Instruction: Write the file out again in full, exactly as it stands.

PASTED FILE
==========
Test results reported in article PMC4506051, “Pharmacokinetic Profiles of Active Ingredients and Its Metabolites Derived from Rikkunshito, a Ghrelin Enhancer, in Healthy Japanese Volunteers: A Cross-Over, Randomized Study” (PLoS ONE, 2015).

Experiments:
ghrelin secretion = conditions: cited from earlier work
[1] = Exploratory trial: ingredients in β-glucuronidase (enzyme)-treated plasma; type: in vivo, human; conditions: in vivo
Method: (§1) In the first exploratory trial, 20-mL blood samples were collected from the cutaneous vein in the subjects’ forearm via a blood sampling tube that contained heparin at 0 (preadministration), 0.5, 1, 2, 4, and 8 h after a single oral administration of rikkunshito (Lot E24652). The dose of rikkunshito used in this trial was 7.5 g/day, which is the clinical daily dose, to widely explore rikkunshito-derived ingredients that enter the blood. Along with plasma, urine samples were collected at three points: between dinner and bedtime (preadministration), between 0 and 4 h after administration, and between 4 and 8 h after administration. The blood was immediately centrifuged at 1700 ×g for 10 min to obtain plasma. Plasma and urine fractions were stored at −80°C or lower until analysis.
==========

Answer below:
Test results reported in article PMC4506051, “Pharmacokinetic Profiles of Active Ingredients and Its Metabolites Derived from Rikkunshito, a Ghrelin Enhancer, in Healthy Japanese Volunteers: A Cross-Over, Randomized Study” (PLoS ONE, 2015).

Experiments:
ghrelin secretion = conditions: cited from earlier work
[1] = Exploratory trial: ingredients in β-glucuronidase (enzyme)-treated plasma; type: in vivo, human; conditions: in vivo
Method: (§1) In the first exploratory trial, 20-mL blood samples were collected from the cutaneous vein in the subjects’ forearm via a blood sampling tube that contained heparin at 0 (preadministration), 0.5, 1, 2, 4, and 8 h after a single oral administration of rikkunshito (Lot E24652). The dose of rikkunshito used in this trial was 7.5 g/day, which is the clinical daily dose, to widely explore rikkunshito-derived ingredients that enter the blood. Along with plasma, urine samples were collected at three points: between dinner and bedtime (preadministration), between 0 and 4 h after administration, and between 4 and 8 h after administration. The blood was immediately centrifuged at 1700 ×g for 10 min to obtain plasma. Plasma and urine fractions were stored at −80°C or lower until analysis.